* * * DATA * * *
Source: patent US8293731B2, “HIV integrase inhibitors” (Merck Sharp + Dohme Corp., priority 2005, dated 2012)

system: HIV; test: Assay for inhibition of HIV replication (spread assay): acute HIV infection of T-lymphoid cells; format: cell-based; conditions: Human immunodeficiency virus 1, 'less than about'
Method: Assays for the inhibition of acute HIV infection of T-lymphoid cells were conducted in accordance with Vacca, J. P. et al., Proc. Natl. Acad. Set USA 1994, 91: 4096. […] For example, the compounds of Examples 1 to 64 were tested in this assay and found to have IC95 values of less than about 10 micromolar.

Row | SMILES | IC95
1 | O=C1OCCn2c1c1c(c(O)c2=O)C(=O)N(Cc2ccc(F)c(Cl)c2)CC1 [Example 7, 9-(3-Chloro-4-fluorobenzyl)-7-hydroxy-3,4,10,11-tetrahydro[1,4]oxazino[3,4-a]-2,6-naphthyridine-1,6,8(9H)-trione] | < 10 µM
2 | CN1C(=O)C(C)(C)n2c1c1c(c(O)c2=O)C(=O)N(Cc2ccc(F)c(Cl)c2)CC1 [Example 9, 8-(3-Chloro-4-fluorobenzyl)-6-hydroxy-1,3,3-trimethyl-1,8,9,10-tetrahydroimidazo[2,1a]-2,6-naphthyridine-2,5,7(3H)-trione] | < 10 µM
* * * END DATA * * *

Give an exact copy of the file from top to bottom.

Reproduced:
Source: patent US8293731B2, “HIV integrase inhibitors” (Merck Sharp + Dohme Corp., priority 2005, dated 2012)

system: HIV; test: Assay for inhibition of HIV replication (spread assay): acute HIV infection of T-lymphoid cells; format: cell-based; conditions: Human immunodeficiency virus 1, 'less than about'
Method: Assays for the inhibition of acute HIV infection of T-lymphoid cells were conducted in accordance with Vacca, J. P. et al., Proc. Natl. Acad. Set USA 1994, 91: 4096. […] For example, the compounds of Examples 1 to 64 were tested in this assay and found to have IC95 values of less than about 10 micromolar.

Row | SMILES | IC95
1 | O=C1OCCn2c1c1c(c(O)c2=O)C(=O)N(Cc2ccc(F)c(Cl)c2)CC1 [Example 7, 9-(3-Chloro-4-fluorobenzyl)-7-hydroxy-3,4,10,11-tetrahydro[1,4]oxazino[3,4-a]-2,6-naphthyridine-1,6,8(9H)-trione] | < 10 µM
2 | CN1C(=O)C(C)(C)n2c1c1c(c(O)c2=O)C(=O)N(Cc2ccc(F)c(Cl)c2)CC1 [Example 9, 8-(3-Chloro-4-fluorobenzyl)-6-hydroxy-1,3,3-trimethyl-1,8,9,10-tetrahydroimidazo[2,1a]-2,6-naphthyridine-2,5,7(3H)-trione] | < 10 µM